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Saturday, September 15, 2007

A Touching Story About A Father And A Son That Teaches A Lesson On The Latest Developments In Kenyan Politics

Many Kenyans are firm in their belief that Baba Giddy played a major role in misleading the leader of the official opposition Uhuru Kenyatta into entering the history books for all the wrong reasons.

But today I want to tell you a story. Before I tell the story, let me mention the fact that on several occasions last year readers left comments here saying that Uhuru should not be held accountable for the sins of his father. Hold on to that thought for a moment and enjoy the following tale first.

Joel was a master of the musical instrument called a lead guitar. He was a professional musician, which in Africa mostly means a life of struggle where you do it mostly because it is something you really love. And Joel loved the guitar. His fans said that the guy could “talk” for hours on end with his guitar as his slim fingers rapidly flew across the electrified wires, sometimes caressing them they way you would a woman and at other times slapping them into line violently. But whatever he did, he did with a passion.

Joel had just one son whose name was Baraka. Baraka hated his father with a passion and all that he stood for. And with good reason. He had grown up watching his mother struggle to put food on the table as his father entertained and enjoyed life at clubs all over the country in the company of other women. Most of all he became keenly aware of his father’s promiscuous behavior (expected of musicians) and it was said that Joel had sired hundreds of children countrywide. Joel saw how his father’s promiscuous habit ate into his mother’s heart and soul (thank God that HIV Aids did not exist in those days).

So Joel grew up determined to live a very different kind of life. He studied hard in school and ended up at the only national University in his home country. On graduation, he quickly got a very good job with a government department. It looked like Baraka was all set to make his dreams come true. But fate had different ideas.

The president in his home country was forced out in a violent coup of sorts and that was the beginning of serious turmoil in that country. One day a man who claimed that Joel was have an affair with his wife arrived at the club where he was playing with many soldiers. They took Joel away and he was never seen alive again. Rumour had it that he was killed and his body dissected into so many tiny pieces which were then fed to hungry crocodiles in the main river that went right across the entire country.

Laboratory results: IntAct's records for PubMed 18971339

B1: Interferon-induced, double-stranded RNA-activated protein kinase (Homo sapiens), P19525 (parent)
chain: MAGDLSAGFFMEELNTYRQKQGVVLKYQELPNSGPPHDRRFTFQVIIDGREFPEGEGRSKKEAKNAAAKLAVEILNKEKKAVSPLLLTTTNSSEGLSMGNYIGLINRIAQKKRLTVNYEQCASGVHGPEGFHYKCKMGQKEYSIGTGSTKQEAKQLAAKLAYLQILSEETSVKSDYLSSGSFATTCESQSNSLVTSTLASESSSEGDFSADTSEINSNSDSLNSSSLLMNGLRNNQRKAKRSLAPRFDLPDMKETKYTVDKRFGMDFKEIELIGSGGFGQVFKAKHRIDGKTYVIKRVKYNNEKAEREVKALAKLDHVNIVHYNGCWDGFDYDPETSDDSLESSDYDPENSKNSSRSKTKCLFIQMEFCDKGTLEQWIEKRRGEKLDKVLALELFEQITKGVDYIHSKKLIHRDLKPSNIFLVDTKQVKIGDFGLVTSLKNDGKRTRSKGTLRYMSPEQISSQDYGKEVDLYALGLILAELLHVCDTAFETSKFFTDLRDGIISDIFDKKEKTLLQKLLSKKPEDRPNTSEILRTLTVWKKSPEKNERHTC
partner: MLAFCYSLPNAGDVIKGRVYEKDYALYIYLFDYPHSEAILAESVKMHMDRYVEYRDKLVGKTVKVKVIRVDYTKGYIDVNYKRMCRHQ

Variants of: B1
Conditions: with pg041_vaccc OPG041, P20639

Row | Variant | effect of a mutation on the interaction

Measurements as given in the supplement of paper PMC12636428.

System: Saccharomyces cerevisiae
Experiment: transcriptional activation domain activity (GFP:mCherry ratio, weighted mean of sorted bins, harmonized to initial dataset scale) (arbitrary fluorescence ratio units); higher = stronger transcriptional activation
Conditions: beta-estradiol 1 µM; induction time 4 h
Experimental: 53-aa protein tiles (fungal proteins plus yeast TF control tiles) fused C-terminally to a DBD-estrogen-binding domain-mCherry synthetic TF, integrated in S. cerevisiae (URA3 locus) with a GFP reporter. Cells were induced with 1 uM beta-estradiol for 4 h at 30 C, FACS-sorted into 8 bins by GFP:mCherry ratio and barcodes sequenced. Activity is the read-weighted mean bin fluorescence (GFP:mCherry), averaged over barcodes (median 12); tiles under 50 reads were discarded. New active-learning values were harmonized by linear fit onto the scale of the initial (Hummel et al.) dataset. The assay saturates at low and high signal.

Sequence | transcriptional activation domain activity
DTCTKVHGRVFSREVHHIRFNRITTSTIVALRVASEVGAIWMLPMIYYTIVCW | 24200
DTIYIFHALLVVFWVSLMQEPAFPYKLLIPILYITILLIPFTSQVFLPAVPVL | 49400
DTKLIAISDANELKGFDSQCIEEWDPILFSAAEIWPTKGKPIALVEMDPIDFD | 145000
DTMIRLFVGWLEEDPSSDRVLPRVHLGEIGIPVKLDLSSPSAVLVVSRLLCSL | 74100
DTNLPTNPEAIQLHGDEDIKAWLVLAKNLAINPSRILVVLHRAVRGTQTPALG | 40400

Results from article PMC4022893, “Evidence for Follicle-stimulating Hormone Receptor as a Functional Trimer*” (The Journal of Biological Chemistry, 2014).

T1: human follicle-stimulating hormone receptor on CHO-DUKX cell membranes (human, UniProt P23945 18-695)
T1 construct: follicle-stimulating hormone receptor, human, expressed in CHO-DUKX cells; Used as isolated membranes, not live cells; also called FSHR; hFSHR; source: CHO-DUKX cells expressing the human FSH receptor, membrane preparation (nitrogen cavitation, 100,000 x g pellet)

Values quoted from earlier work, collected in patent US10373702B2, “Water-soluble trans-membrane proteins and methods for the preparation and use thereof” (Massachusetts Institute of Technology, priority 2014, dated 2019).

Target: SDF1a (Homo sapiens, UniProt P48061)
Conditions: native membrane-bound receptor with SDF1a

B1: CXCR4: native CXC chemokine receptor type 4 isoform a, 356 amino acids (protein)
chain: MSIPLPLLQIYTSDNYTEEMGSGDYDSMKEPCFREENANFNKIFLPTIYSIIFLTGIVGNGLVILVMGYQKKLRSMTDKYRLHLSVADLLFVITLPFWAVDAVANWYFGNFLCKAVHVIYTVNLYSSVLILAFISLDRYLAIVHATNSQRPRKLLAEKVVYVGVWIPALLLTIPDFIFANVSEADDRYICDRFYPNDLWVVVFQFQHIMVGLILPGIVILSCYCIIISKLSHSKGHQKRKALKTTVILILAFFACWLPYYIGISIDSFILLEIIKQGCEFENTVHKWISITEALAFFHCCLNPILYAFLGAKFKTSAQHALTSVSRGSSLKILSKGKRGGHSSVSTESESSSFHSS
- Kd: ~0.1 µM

Baraka barely escaped with his life from the turmoil and went to a neighboring African country as a refugee. Suddenly it was a struggle to eat. After much suffering a colleague of his late father got Baraka a job at a club where he played music regularly, as a waiter. The group playing at the club was in fact remnants of Joel’s old group. Baraka felt humiliated by life because what he had hated most is exactly where fate had led him into.

One day the lead guitarist of Joel’s old group didn’t turn up and the other guy who could have filled in was arrested by cops for being in the country illegally. To make matters worse, it was a weekend. And patrons had already filled the place in eager anticipation of being entertained. Somebody in Joel’s old group approached Baraka and convinced him to fill in. He ignored Baraka’s protests that apart from the time when he was very young and his father the maestro himself gave him lessons, he had not touched any musical instrument for years.

To cut a long story short, the minute Baraka stepped onto the stage at that club and strapped the electric guitar on his shoulders, another power took over and he started playing like Joel himself would have played. Swahili wise men have a saying; Mtoto wa nyoka ni nyoka. (the son a snake is also a snake).

Today if you go to that club where Baraka plays you will be able to pick him out of the crowd easily. He is the lead guitarist and a very serious womanizer, just like his father, Joel was. Many people have arrived at the said club in the suburbs of a major East African city late and night and very drank and some have even passed out on listening to the lead guitarist outside before entering the club; Kwani Joel Alifufuka, (Did Joel the guitarist resurrect from the dead?) they ask.

Oh and he thinks much more kindly of his late father these days.

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